Last week I presented a poster at the Comparative & International Education Conference 2013 of some tentative findings from a discourse analysis of education policy implementation in England and New Zealand. The purpose of the analysis is to see what were the reasons given for the policy and whether their use was justified. Finding out how rhetoric is used by a government is important for advocates wishing to provide an opposing viewpoint (they can then address the rhetoric being pushed), and it is also useful to uncover ‘successful’ rhetorical pattern so that future policymakers will know paths through which they can promote additional policies.
The policy being looked at was the introduction in both countries of state-funded ‘independent’ schools that can be opened by applying to a government-led organisation. Based on US ‘charter schools’, in England the schools are called ‘free schools’ and in New Zealand they are ‘partnership schools’.
By analysing the newspaper articles, policy documents, ministerial speeches, parliamentary debates and press releases about the legislation in both England and New Zealand I sought to find out how evidence about the policy in other countries (particularly the US) was being used. The theory of ‘political spectacle’ argues that governments often employ two techniques – symbolic language and rational illusions – in order to pass legislation that if talked about more frankly might not be palatable to the electorate. The data showed that both governments used symbolic language, although in quite different ways (England more directive, New Zealand more concilliatory). The main ‘rational illusion’ however was the use of ‘achievement gaps’ as the reason for the policy. In England ‘free school meals’ pupils were continually referred to as the group who would most benefit from the change. In New Zealand, Maori and Pasifika students are labelled as those most in need.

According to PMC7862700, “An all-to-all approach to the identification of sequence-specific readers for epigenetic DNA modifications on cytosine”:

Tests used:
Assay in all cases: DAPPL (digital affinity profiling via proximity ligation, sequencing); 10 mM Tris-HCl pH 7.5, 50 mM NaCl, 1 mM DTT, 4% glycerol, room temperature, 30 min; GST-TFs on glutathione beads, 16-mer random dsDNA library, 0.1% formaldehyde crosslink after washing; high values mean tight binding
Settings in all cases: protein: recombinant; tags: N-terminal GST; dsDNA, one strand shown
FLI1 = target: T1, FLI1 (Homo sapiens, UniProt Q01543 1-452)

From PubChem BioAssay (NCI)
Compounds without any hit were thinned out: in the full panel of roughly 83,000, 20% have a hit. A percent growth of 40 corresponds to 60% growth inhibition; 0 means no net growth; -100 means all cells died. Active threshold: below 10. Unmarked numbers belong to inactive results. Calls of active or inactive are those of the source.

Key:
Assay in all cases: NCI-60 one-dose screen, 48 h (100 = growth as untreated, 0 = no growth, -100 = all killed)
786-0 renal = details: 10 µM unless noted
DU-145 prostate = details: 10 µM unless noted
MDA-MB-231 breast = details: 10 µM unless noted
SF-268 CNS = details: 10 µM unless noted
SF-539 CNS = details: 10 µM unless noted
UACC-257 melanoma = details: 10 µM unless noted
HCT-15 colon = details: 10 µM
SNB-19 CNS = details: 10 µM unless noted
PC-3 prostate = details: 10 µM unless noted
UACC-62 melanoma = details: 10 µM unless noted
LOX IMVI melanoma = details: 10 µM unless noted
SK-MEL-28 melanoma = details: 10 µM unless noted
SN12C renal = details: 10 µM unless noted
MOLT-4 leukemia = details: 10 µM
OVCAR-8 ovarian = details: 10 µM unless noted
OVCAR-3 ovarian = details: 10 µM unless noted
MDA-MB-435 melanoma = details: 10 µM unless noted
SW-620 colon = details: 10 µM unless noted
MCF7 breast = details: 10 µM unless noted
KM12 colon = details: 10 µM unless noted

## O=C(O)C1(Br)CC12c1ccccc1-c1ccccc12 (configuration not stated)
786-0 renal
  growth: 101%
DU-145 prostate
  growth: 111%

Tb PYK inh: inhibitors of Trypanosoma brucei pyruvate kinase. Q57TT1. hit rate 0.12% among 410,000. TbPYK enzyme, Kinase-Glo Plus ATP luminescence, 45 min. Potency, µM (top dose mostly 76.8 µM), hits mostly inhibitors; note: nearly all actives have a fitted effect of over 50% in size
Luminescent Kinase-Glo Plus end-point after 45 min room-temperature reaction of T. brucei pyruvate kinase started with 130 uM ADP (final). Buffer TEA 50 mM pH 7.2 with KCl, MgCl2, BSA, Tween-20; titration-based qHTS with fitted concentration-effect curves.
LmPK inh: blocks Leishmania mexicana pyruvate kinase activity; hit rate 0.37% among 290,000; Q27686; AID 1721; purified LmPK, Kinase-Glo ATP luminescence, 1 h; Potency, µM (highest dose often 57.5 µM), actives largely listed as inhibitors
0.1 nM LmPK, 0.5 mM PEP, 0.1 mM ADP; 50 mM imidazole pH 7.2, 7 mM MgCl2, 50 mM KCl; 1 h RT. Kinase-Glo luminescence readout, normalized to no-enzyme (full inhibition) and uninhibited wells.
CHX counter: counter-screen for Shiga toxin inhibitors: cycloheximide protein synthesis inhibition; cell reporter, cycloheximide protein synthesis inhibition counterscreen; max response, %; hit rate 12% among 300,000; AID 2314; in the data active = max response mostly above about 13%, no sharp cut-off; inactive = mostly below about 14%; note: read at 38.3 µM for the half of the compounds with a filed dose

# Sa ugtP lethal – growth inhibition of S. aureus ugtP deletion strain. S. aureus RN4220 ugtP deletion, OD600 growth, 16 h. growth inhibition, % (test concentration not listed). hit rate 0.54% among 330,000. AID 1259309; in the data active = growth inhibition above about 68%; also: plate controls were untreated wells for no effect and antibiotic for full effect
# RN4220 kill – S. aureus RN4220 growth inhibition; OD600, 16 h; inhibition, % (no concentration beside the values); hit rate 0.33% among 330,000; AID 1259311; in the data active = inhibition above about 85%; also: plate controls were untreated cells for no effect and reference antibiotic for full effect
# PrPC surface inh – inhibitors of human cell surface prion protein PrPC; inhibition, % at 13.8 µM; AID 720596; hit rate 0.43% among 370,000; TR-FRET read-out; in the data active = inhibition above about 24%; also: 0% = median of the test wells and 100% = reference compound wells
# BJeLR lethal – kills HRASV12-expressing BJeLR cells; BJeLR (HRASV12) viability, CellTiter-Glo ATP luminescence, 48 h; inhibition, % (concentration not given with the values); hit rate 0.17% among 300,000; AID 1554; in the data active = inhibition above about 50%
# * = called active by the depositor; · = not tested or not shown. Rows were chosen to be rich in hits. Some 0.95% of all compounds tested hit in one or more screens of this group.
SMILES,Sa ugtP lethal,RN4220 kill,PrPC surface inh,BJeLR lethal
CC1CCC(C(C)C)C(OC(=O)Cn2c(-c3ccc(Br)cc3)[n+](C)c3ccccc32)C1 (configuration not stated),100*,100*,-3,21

The “evidence” used to show that the change to state-funded independent schools would close the gap tended to rely on international ‘example’ rather than anything more substantative. The US chain KIPP were regularly referred to in both countries. In the UK Harlem Children’s Zone was occasionally referenced as a school which had closed gaps, however across the documents very little evidence was considered. The Stanford CREDO study was commonly used by people opposing the policy, and in the UK an article by Caroline Hoxby was referenced to show the difference charters had made.
The poster presentation can be viewed (in very tiny writing!) below, or is available for download here: